Why You Should Steer Clear Of Raw Lima Beans

Some would argue that a warning to avoid raw lima beans is wholly unnecessary. People love to hate them, and some go out of their way to avoid them. Rancho Gordo, a bean purveyor in Napa, California favored by the likes of Thomas Keller and bean enthusiasts curious about heirloom varieties, lists a couple of kinds of lima beans, and the description for their Christmas lima bean reads: "'I hate lima beans!' is the reaction we get from most people."

Rancho Gordo also sells white lima beans, which they explain are popular in the southern U.S., where they're often called butter beans. Rancho Gordo explains, "Good, new crop Limas (like ours!) are worthy of your attention, especially if you grew up eating those nasty frozen beans, under pressure from your dear old mom. Chances are she overcooked them."

As it turns out, while overcooking lima beans may turn them into a mushy mess many eschew, raw lima beans aren't a good choice either. In fact, raw lima beans can actually be deadly.

Raw lima beans contain cyanide

Oregon State University's Extension Service explains that raw lima beans contain linamarin, a cyanogenic glycoside, which National Geographic says is completely harmless until the cells in the lima bean are disrupted — say, by chewing — at which point an enzyme causes the molecules to break apart and create something significantly less harmless — hydrogen cyanide.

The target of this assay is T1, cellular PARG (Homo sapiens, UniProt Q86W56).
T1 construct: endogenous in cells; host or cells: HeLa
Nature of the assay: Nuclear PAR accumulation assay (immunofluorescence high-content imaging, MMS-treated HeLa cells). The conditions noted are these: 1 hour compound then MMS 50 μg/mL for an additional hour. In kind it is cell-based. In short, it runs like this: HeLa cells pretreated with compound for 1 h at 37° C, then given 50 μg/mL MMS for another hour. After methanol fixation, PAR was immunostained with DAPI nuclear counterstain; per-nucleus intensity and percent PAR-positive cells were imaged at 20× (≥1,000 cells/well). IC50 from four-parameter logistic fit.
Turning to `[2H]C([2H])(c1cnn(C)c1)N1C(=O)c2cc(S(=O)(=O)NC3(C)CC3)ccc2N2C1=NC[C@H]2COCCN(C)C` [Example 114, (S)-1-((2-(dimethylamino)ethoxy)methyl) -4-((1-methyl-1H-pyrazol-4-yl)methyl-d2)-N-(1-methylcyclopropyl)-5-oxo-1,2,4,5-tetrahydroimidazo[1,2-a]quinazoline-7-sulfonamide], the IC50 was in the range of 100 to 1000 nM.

Now, you probably don't need to panic. Oregon State points out that commercially grown lima beans in the U.S. have relatively low levels of cyanide, and the enzyme that creates cyanide is destroyed when lima beans are sufficiently cooked. Wild lima beans and some lima beans grown outside the U.S, however, can contain dangerously high levels of cyanide and should never be eaten raw or undercooked. And it turns out that most people can safely process a small amount of cyanide, assuming their diet contains sufficient protein, which helps them metabolize the chemical.

Interestingly, lima beans aren't the only foods that contain cyanide. Cassava, according to the Centers for Disease Control, wild bitter almonds, and the seeds of apricots, apples, and peaches also contain cyanide. Properly cooking cassava and lima beans makes them safe to eat, but wild bitter almonds, and the seeds of certain fruits, should definitely be avoided.